You’re an early adopter and know that it’s your responsibility to lead your company to the next stage of cloud migration – the database. Gartner reports that more than 80% of early adopters are already using AWS for DBaaS. You have hundreds of databases in your organization, and you cannot move all of them at once, but you have to start somewhere.
According to a recent report from Deutsche Bank Securities, AWS Database as a Service (DBaas) subscriptions have cut data center and staff costs by 50%, while delivering flexibility, ease of maintenance, faster time to market of new products, and an improvement in business agility and scalability.
Database provisioning occurs in minutes instead of weeks or months. You can also extend your data center for IT projects requiring capacity “bursts” without having to maintain onsite storage that goes unused most of the time. But what about the all-important issue of security?
Just like any on premise database or virtual private cloud-based database, you need to ensure it is protected. Yes, AWS does provide security, as does every other cloud provider. Between your efforts and Amazon’s, you’ve already implemented various protective layers such as network firewall, WAF, DDOS, IPS, and IDS.
Remember, though, these are perimeter protections, not actual database protection – so your sensitive data within the databases remains vulnerable to insider or outsider attacks. And don’t forget you have to follow very strict regulatory requirements that require checks and balances on all activities involving sensitive data.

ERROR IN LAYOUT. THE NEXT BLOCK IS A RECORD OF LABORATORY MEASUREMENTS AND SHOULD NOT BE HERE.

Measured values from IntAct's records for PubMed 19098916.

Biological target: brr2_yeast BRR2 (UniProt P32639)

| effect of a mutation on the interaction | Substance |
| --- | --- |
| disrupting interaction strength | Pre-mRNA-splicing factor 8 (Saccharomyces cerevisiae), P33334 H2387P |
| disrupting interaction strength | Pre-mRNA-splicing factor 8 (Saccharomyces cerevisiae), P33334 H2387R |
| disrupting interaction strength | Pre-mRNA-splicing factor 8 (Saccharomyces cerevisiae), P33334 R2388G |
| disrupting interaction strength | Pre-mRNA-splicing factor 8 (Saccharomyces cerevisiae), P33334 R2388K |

Database protection requires a well-known set of activities:
- User authentication (migration of Active Directory)
- Access control (IP, ports, protocol, db users…)
- Masking sensitive data
- Intrusion protection (zero minutes)
- Separation of duties
- SSL encrypted connection to a DB instance
- Amazon RDS security groups
- Admin/root user privileges
However, this is the most critical area where security often breaks down when you move to the cloud – you can’t use traditional security defenses because DBaaS doesn’t provide OS control. Thus, you cannot install any agent-based protection.
The only true way to achieve database security for RDS/DBaaS is by using a database reverse proxy technology. It eliminates the security worries in the OS layer because it sits in between the application users (high privilege users and casual users) and the cloud database, filtering each query and stored procedure response. It overwrites given credentials and monitors each and every action, from basic login events up to an admin command. It also authenticates users, provides SQL injection protection, and masks sensitive data.
Of course, your friendly, neighborhood cloud database security solution – HexaTier – provides the reverse proxy tech in minutes.
Get more information here: AWS RDS Database Security Guide or